5 Questions You Must Answer in a Web Analytics Kickoff Meeting

Web analytics are now a necessity for nearly any type of organizations. However, selling the usefulness of a new web analytics team to other stakeholders in the organization is not necessarily an easy task. In this post, I am proposing you the ingredients of a successful web analytics kickoff meeting within a company that has never used web analytics before, through answers to the following 5 questions:

1. Why was this team created?
2. What will this team do?
3. What will this team not do?
4. How can other departments help “your” team to help “them”?
5. What do you want other stakeholders to remember from this presentation?


Furthermore, to maximize the effectiveness of answers to each of these questions, they are embedded in a hierarchical form following a specific order.

Question 1 – Why was this team created?

This is the most important question to answer in any web analytics kickoff meeting. Overall, it is necessary to emphasize that this team was created for two reasons: (1) as a request from other departments in the company in search for measuring and monetizing the success of the company, and (2) as a response to the fierce competition from other organizations which are using these web analytics tools to achieve success. In this way, it is important to highlight that this team was needed as the result of both internal (other departments) and external (competitors which are using web analytics tools) pressure.

Question 2 – What will this team do?

As the words “web analytics” suggest, some may think that the main objective of this team is to “measure, measure and measure”. However, the real objective of the team should be to “measure to help other departments”. Here are, in five points, what the team’s objectives should be:

1. To help the organization concentrate their marketing efforts at the right place, at the right time, and to make the right decision;
2. To show other departments that web analytics are not about crunching data for crunching data, it’s about crunching data to meet an objective, an objective that is SMART (Specific, Measurable, Achievable, Relevant, Time-based) and is related to the company’s business objectives;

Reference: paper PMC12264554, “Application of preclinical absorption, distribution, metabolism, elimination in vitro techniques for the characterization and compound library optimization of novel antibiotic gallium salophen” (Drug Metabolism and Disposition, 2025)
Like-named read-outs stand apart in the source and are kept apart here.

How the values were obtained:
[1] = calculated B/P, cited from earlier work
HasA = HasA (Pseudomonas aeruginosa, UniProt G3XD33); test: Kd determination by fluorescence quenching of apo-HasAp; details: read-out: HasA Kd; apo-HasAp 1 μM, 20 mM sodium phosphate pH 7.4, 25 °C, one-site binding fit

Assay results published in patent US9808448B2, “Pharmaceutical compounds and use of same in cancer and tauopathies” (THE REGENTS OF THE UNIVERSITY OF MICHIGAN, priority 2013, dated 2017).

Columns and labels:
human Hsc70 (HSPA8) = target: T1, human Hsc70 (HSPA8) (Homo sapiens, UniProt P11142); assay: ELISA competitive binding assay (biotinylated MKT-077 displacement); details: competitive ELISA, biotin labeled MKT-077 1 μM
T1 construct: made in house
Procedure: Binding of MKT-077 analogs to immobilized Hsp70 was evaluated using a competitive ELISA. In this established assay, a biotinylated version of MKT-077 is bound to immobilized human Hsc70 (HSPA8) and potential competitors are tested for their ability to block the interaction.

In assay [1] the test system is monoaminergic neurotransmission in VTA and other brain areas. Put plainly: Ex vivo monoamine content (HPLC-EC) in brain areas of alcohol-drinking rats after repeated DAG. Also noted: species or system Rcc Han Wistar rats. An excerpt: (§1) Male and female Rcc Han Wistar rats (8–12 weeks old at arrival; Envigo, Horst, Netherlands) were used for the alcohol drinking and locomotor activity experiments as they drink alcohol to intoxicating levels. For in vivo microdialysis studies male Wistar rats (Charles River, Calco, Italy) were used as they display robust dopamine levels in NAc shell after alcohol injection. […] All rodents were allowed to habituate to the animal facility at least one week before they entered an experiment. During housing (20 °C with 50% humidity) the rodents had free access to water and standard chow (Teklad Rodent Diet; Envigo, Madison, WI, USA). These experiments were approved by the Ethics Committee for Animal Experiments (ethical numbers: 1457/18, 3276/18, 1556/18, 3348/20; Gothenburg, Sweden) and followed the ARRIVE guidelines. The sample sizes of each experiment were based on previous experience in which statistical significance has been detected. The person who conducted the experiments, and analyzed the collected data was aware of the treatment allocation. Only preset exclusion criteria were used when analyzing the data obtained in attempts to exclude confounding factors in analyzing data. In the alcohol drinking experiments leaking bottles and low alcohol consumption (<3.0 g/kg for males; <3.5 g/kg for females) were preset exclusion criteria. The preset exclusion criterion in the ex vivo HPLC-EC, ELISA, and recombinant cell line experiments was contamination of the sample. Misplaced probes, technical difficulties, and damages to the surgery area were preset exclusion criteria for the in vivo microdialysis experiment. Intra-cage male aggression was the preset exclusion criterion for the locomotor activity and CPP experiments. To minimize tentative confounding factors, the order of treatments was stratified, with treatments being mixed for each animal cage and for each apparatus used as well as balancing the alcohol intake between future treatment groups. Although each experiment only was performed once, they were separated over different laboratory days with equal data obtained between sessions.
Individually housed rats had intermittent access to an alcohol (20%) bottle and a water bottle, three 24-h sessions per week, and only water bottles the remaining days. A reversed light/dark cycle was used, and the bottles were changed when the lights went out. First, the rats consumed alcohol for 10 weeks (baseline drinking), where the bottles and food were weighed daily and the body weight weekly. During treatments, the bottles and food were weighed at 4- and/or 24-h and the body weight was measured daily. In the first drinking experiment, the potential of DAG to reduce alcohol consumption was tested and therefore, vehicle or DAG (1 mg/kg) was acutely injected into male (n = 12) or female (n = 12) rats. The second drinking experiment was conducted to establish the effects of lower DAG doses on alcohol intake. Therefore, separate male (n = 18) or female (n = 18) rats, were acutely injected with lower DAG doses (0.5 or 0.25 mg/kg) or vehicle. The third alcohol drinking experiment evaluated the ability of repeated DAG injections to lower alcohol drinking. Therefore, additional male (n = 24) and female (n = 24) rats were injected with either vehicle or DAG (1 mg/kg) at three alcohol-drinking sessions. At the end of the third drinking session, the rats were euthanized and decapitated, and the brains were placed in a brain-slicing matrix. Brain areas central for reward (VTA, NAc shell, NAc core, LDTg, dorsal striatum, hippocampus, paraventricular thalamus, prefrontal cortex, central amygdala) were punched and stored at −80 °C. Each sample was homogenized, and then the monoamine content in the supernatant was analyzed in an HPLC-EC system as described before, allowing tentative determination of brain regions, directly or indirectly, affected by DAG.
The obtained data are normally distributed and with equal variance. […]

3. To show that a web analyst is not only analyzing web metrics, but also multichannel metrics such as financial metrics related to other databases available inside the organization;
4. To show that web analysts are acting in a constant improvement perspective by digging in the data to find out what works and what doesn’t (i.e. PPC campaigns);
5. To propose solutions to other departments via short reports or presentations, in a concise and straight-forward way, using common words, as well as a personalized and adapted dashboard (including between 5 and 20 KPIs) for each department to achieve their objectives.

Question 3 – What will this team not do?

Even though it is important to show what the team can do, it is also useful to show what the team will not do. In this way, in two points, the team will not:
1. Tell other departments what to do, the team will only propose solutions;
2. Take decisions for other departments, even if the team has the data, the other departments are the nearest from the field and are in the best position to decide.

Question 4 – How can other department help “your” team to help “them”?

Even if every member of the team is autonomous, all of the objectives proposed in “Question 2” could only be maximized if other departments help “your” team to help “them”. Thus, here are in six points how to encourage a flourishing win-win relationship:
1. Help your team answer the questions coming from other departments by giving the team the right details and the key objectives that are SMART;
2. Decide together (your team and other departments) which KPIs to use to measure objectives;
3. Take in consideration your recommendations, and discuss the flaws of some results;
4. Let the other departments feel free to give you feedback on specific results by letting you know what are their latest activities, so that data can be analyzed keeping in mind that there are real humans navigating on these websites behind those numbers;
5. Let the other departments feel free to contact your team, if they have a question concerning the computation of some metrics;
6. Let the other departments feel free to exchange any ideas; even if at first it might sound crazy, nearly everything can be measured.

Question 5 – What do you want other stakeholders to remember from this presentation?

Finally, this presentation will not have achieved its ultimate goal if the stakeholders do not remember the following four major points highlighted by the answers to the previous four questions:
1. Your team wants to create a sustainable win-win relationship with other stakeholders in a friendly atmosphere;
2. Your team’s main objective is to crunch data to answer stakeholders’ SMART objectives;
3. Your team is not there to decide for others, it is there to propose solutions to others;
4. Your team will perform better if other departments feel free to discuss with you on anything concerning the data, from the link between your metrics and stakeholders’ objectives to actions taken that affect the data.


To conclude, I hope my reasoning to answer these 5 questions is giving you some insights that will maybe serve as a guideline to help you implement a web analytics team within your organization if it is not already implemented. Briefly, whatever your usage of this post is, keep crunching for objectives, not crunching for crunching.

Jean-Francois Belisle

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